2. Cultures could (and do) differ:

Try to imagine a culture where arguments are not viewed in terms of war, where no one wins or loses, where there is no sense of attacking or defending[….] Imagine a culture where an argument is viewed as a dance, the participants are seen as performers, and the goal is to perform in a balanced and aesthetically pleasing way. In such a culture, people would view arguments differently, experience them differently […] and talk about them differently. But we would probably not view them as arguing at all. (pp. 4-5)

October 29, 2009 Posted by | general linguistics | , , , , | 1 Comment

Q&A: The Hebrew Suffix -ki

Again from the about page:

What’s going on with the pronominal suffixes in Psalm 103 3-8? I can’t find -ki as a pronominal suffix in any of my grammar books — neither singular nor plural!

Good question.

The suffix -ki (also spelled -chi) is a variant form of -k, and it means “your (sng, f).” We see it in Psalm 103, as you note, and also, e.g., in Psalm 116:19 (b’tocheichi, “within you [Jerusalem]”).

It may have been formed by analogy with the feminine singular future tense, or may be part of a broader pattern in which matres lectionis get added to words for reasons we no longer know (poetic affect, maybe). Other examples include the final heh that is added to some verbs, and, perhaps, the alternation between al and alei.

October 28, 2009 Posted by | grammar, Q&A | , , , | 1 Comment

Amos’s Clean White Teeth

Amos 4:6 is back, first in a comment and then in a post at Aberration Blog.

The Hebrew text reads: v’gam ani natati lachem nikyon shinayim b’chol areichem v’choser lechem b’chol m’komoteichem v’lo shavtm aday n’um adonai. That is, ” ‘I [Adonai] have given [or will give] you a purity/cleanness of teeth in all your cities and a lack of bread in all your places, and you didn’t return to me,’ says Adonai.”

At first, it looks like classic Hebrew parallelism (“saying the same thing twice”), where “cleanness of teeth” is like “lack of bread,” and “cities” is like “places.”

Noting (correctly) that “cleanness of teeth” doesn’t mean “hunger” in English, some translators explain the phrase in translation, rendering it as “hunger” (NLT) or “empty stomachs” (NIV).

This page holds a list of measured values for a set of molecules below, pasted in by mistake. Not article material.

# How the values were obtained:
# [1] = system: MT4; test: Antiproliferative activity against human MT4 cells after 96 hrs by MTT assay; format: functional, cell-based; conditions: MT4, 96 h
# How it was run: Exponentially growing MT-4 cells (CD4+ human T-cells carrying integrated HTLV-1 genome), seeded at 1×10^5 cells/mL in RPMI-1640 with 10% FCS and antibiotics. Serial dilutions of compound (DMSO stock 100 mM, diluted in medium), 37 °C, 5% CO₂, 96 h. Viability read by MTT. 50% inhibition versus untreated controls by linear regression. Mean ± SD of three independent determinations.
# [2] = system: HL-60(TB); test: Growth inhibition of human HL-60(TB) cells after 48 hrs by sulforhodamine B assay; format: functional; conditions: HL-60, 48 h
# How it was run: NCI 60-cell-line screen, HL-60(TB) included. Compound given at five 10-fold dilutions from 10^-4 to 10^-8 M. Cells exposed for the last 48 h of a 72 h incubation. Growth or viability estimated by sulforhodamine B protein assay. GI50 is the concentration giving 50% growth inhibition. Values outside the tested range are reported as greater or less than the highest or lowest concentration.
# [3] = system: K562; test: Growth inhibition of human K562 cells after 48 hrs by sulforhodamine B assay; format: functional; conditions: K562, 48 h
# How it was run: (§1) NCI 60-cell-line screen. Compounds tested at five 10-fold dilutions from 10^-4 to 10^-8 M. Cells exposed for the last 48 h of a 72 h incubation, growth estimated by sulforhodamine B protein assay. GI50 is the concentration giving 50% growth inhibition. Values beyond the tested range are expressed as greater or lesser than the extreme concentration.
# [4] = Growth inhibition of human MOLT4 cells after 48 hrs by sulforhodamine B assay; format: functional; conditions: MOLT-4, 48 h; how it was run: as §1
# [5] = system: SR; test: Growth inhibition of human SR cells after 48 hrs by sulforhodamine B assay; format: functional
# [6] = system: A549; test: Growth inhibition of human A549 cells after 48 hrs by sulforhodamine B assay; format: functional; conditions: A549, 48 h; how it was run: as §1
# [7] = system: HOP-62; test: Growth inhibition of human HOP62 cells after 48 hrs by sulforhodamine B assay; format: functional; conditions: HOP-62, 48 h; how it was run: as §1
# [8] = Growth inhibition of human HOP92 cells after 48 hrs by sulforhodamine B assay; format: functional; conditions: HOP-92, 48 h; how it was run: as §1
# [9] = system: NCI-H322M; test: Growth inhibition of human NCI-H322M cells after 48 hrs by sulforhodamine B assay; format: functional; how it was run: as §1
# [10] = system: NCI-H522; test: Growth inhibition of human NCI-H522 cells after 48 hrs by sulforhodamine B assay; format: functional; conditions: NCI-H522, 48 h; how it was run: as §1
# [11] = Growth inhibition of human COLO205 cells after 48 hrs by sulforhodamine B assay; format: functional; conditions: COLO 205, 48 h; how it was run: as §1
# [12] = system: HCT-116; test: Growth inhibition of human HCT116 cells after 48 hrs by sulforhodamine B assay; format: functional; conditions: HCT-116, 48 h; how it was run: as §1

But our translation question is whether “cleanness of teeth” is an idiom or a metaphor. If it’s an idiom, then, yes, it should be rendered as idiomatic English.

But I think the line is meant to be ironic, and that it’s built on the biblical metaphor by which white is purity.

We see the metaphor in Isaiah 1:18 (where “scarlet sins” shall become “white like snow”) and Psalm 51:9 (where “I will be white like snow” is part of purification).

The rare word nikayon (which becomes nikyon before another noun) generally refers to purity or innocence, as in Genesis 20:5 (where Abimelech explains to God that he acted justly, with nikayon of hands), or Hosea 8:5 (where the lack of nikayon among the Israelites enrages God).

Amos 4:4 starts an ironic tirade: “Come to Bethel,” Amos taunts, “and sin.” “Offer your sacrifices … burn a Thank Offering of leaven” even though according to Leviticus 7:12-14, the Thank Offering isn’t supposed to be burned. Amos continues, “for this is what you love to do.”

Then in Amos 4:6, we read, “I will give you purity…” Sounds good. But wait.

“… of teeth” and “lack of bread.” It’s not good.

In fact, it’s more irony. This time, the cleanness (nikayon) and whiteness (of teeth) is ironically symbolic of hunger.

As it happens, white stands for purity in English, too, so it seems to me that we ought to be able to capture the irony in translation, but I’m not quite sure how.

The first thing we have to fix is “I will give you … teeth,” which in English sounds like a bunch of detached teeth will be coming our way. The Hebrew “give” also means “let” or “make,” so “make your teeth clean” is one way to go (followed, perhaps, by “make food lacking”). But it still doesn’t seem right.

Any ideas?

October 26, 2009 Posted by | translation practice | , , , , , , | 7 Comments

On Idioms and Metaphors

In More than Cool Reason, George Lakoff writes:

Metaphors are so commonplace we often fail to notice them. Take the way we ordinarily talk about death. The euphemism “He passed away” is not an arbitrary one. When someone dies, we don’t say “He drank a glass of milk” or “He had an idea” or “He upholstered his couch.” Instead we say things like “He’s gone,” “He’s left us,” “He’s no longer with us,” “He’s passed on,” “He’s been taken from us,” [etc.]

What Dr. Lakoff doesn’t write is that we also say “He kicked the bucket.”